Staying Safe in the Sun
Summertime weather means more opportunities to go outside and enjoy the sunlight. However, it could be easy to underestimate the effect of being in the sun for too long, especially as it gets brighter and more humid out. The CDC reports that while heat-related deaths and illnesses are preventable, more than 600 people in the United States die from it every year. Heat stroke is the most serious form of heat injury, and if suspected, immediately call 911 and try to cool down the victim with any means, such as with a cold shower or by using cold towels.
Long exposure to high temperatures combined with dehydration causes the body’s temperature to rise faster than it is able to cool down by sweating. The body can no longer sweat and if left untreated, heat stroke could damage organs and can also be fatal. Symptoms include hot, red, and dry skin but no sweating, nausea and dizziness, a rapid pulse, slurred speech, confusion, and a strong headache.
Young children, adults over 65 years, and overweight individuals are more susceptible to heat strokes. Physical exertion in hot weather, such as exercising or doing outdoor work, without proper hydration could also bring on heat strokes. Those with chronic illnesses could have increased risk, as well as those on certain medication, such as antidepressants, vasoconstrictors, or diuretics, which affects how the body responds to heat and hydration.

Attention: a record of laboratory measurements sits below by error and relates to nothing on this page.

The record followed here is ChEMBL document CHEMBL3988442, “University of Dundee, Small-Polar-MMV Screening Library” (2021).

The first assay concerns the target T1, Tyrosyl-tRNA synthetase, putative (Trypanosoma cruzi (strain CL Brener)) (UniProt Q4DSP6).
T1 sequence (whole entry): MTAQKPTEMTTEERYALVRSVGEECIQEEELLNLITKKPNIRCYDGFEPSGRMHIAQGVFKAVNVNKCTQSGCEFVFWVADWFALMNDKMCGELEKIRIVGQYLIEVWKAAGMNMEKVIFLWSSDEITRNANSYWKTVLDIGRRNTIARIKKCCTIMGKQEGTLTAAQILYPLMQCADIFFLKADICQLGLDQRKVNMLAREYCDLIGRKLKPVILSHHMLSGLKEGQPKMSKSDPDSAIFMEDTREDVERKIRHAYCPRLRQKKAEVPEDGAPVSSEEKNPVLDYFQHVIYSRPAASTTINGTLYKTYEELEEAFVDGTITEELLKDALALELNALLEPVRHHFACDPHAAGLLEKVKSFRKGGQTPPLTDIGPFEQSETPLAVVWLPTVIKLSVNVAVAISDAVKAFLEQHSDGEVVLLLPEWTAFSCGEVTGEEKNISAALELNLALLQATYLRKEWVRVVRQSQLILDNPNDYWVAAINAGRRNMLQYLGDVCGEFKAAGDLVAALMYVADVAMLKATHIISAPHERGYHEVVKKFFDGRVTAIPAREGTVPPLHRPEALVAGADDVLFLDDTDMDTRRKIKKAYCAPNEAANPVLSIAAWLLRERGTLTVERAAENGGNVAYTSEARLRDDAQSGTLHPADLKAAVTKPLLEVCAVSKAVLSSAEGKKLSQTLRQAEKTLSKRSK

So you’re planning on spending a lot of time outside, make sure to take some of these precautions, as suggested by the CDC:
- Wear loose-fitting and lightweight clothes that will allow the body to cool properly
- Make sure you’re drinking enough water to replace the fluids lost by sweating
- Remember to wear sunscreen, as a well as a hat or an umbrella to lessen sun exposure
- Take breaks from being outside too long and spend time in the shade or near an air-conditioner
- Never leave yourself or someone else, especially children and pets, in a sealed car, where temperatures can rise quickly.